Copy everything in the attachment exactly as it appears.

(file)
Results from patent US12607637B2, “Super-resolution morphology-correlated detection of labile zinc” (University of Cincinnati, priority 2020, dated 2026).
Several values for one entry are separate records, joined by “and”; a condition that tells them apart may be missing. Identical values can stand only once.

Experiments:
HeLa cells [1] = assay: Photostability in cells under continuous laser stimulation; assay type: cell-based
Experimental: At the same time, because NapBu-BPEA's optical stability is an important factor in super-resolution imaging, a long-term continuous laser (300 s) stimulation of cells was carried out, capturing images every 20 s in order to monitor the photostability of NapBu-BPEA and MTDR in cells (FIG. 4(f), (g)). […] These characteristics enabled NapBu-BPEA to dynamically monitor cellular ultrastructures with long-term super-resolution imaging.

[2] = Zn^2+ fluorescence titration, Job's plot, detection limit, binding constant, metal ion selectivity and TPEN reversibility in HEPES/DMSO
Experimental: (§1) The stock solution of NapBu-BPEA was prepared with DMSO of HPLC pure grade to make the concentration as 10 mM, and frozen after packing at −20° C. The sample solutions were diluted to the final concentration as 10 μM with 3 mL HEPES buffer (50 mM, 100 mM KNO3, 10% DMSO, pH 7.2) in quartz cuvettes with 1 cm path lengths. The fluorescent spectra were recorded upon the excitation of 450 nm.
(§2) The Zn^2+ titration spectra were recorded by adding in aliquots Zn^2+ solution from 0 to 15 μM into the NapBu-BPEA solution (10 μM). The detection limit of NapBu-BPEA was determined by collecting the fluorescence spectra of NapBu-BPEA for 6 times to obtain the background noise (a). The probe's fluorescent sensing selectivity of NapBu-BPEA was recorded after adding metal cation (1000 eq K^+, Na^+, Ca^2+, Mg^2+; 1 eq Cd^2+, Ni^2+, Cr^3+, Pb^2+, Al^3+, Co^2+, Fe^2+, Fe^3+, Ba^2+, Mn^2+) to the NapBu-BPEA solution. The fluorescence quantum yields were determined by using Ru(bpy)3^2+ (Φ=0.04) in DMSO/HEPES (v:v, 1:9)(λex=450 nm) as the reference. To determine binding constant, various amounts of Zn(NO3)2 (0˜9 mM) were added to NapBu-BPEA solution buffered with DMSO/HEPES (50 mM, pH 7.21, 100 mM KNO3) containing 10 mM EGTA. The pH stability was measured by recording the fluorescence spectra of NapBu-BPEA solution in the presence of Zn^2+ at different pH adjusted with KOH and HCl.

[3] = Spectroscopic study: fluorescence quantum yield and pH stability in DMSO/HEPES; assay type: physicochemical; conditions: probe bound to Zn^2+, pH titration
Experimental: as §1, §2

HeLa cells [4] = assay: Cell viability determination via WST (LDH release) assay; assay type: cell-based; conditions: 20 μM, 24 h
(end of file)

Results from patent US12607637B2, “Super-resolution morphology-correlated detection of labile zinc” (University of Cincinnati, priority 2020, dated 2026).
Several values for one entry are separate records, joined by “and”; a condition that tells them apart may be missing. Identical values can stand only once.

Experiments:
HeLa cells [1] = assay: Photostability in cells under continuous laser stimulation; assay type: cell-based
Experimental: At the same time, because NapBu-BPEA's optical stability is an important factor in super-resolution imaging, a long-term continuous laser (300 s) stimulation of cells was carried out, capturing images every 20 s in order to monitor the photostability of NapBu-BPEA and MTDR in cells (FIG. 4(f), (g)). […] These characteristics enabled NapBu-BPEA to dynamically monitor cellular ultrastructures with long-term super-resolution imaging.

[2] = Zn^2+ fluorescence titration, Job's plot, detection limit, binding constant, metal ion selectivity and TPEN reversibility in HEPES/DMSO
Experimental: (§1) The stock solution of NapBu-BPEA was prepared with DMSO of HPLC pure grade to make the concentration as 10 mM, and frozen after packing at −20° C. The sample solutions were diluted to the final concentration as 10 μM with 3 mL HEPES buffer (50 mM, 100 mM KNO3, 10% DMSO, pH 7.2) in quartz cuvettes with 1 cm path lengths. The fluorescent spectra were recorded upon the excitation of 450 nm.
(§2) The Zn^2+ titration spectra were recorded by adding in aliquots Zn^2+ solution from 0 to 15 μM into the NapBu-BPEA solution (10 μM). The detection limit of NapBu-BPEA was determined by collecting the fluorescence spectra of NapBu-BPEA for 6 times to obtain the background noise (a). The probe's fluorescent sensing selectivity of NapBu-BPEA was recorded after adding metal cation (1000 eq K^+, Na^+, Ca^2+, Mg^2+; 1 eq Cd^2+, Ni^2+, Cr^3+, Pb^2+, Al^3+, Co^2+, Fe^2+, Fe^3+, Ba^2+, Mn^2+) to the NapBu-BPEA solution. The fluorescence quantum yields were determined by using Ru(bpy)3^2+ (Φ=0.04) in DMSO/HEPES (v:v, 1:9)(λex=450 nm) as the reference. To determine binding constant, various amounts of Zn(NO3)2 (0˜9 mM) were added to NapBu-BPEA solution buffered with DMSO/HEPES (50 mM, pH 7.21, 100 mM KNO3) containing 10 mM EGTA. The pH stability was measured by recording the fluorescence spectra of NapBu-BPEA solution in the presence of Zn^2+ at different pH adjusted with KOH and HCl.

[3] = Spectroscopic study: fluorescence quantum yield and pH stability in DMSO/HEPES; assay type: physicochemical; conditions: probe bound to Zn^2+, pH titration
Experimental: as §1, §2

HeLa cells [4] = assay: Cell viability determination via WST (LDH release) assay; assay type: cell-based; conditions: 20 μM, 24 h